Coal's Future Still Unclear, Despite Trump's Campaigns Promises

It's only taken a week for the coal industry to get swept under the rug, to an extent, by Republican leadership in Washington, D.C.—not to mention their energy market competitors.
November 14, 2016, 6am PST | James Brasuell | @CasualBrasuell
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"ExxonMobil has just dropped a tweet in support of putting the Paris climate agreement into force," according to a post by Tina Casey. "Connect the dots, and that means the Trump Administration is poised to throw coal under the bus."

The tweet came from Suzanne McCarron, ExxonMobil's Vice President of Public and Government Affairs, and reads as follows while linking to the Paris Climate Agreement.

Before the end of the article, Casey casts doubt on the seriousness of this pro-environmental statement from McCarron, noting the company's shift toward shale gas reserves.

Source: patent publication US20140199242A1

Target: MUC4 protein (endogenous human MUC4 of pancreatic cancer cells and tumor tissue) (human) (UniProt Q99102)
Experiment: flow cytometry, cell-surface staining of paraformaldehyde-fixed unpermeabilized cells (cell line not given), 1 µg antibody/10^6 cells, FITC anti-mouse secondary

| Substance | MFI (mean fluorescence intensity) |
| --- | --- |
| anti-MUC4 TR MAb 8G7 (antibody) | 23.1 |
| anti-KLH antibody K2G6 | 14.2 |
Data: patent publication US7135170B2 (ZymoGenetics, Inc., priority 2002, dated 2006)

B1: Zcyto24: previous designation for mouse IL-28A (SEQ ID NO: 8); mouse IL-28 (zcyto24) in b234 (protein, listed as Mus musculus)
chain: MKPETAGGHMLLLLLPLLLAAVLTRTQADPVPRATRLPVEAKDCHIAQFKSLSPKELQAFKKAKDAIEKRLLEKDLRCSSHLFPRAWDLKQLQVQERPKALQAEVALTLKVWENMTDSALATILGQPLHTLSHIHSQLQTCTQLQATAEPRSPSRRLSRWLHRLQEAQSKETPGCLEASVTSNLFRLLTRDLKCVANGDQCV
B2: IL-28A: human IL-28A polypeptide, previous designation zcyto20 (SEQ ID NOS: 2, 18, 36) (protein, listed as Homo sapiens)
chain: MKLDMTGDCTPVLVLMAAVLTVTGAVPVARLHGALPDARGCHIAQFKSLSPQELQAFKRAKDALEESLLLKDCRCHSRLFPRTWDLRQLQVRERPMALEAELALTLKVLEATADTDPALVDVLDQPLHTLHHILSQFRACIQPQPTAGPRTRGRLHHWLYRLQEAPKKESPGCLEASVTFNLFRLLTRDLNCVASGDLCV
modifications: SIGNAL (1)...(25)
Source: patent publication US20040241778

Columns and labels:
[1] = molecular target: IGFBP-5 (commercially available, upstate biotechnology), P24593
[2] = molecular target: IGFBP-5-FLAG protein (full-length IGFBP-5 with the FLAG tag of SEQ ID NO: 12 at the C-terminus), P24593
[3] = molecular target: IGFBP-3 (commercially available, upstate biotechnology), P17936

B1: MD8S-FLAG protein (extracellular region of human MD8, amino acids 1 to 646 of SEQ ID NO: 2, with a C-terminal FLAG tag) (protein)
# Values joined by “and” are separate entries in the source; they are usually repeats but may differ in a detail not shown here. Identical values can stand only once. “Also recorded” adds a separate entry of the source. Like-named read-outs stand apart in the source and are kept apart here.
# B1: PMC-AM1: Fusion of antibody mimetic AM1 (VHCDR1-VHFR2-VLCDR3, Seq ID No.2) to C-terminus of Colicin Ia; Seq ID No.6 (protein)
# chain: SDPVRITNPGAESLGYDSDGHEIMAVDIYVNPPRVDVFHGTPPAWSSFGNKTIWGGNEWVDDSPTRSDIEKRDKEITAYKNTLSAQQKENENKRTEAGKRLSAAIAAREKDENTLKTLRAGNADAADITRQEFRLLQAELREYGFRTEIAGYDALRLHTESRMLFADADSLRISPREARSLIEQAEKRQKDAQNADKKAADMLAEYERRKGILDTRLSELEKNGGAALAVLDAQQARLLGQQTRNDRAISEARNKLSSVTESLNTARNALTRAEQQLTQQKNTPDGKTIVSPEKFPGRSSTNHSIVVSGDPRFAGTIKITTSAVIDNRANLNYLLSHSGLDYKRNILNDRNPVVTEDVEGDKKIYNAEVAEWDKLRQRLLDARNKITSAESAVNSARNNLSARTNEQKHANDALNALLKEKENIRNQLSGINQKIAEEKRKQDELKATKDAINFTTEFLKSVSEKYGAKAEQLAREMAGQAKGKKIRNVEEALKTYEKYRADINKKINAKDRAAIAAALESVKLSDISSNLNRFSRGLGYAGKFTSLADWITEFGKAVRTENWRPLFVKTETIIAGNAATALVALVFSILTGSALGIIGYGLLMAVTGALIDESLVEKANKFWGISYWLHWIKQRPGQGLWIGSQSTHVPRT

A big component of the story, however, is coal's position as a political and economic power. "This is probably not what the US coal industry had in mind when it lobbied — successfully — to put a President Donald Trump in charge of US energy policy," writes Casey, and events since Election Day have hinted at a rude awakening for the coal industry (from executive levels down to the laid-off workers who voted for Trump hoping that he would revive the industry). A separate article by Joseph Garth reported that "U.S. Senate Majority Leader Mitch McConnell hedged on Friday about when and if Republicans would be able to bring coal mining jobs to Kentucky, saying that is a 'private sector activity.'"

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Published on Friday, November 11, 2016 in CleanTechnica
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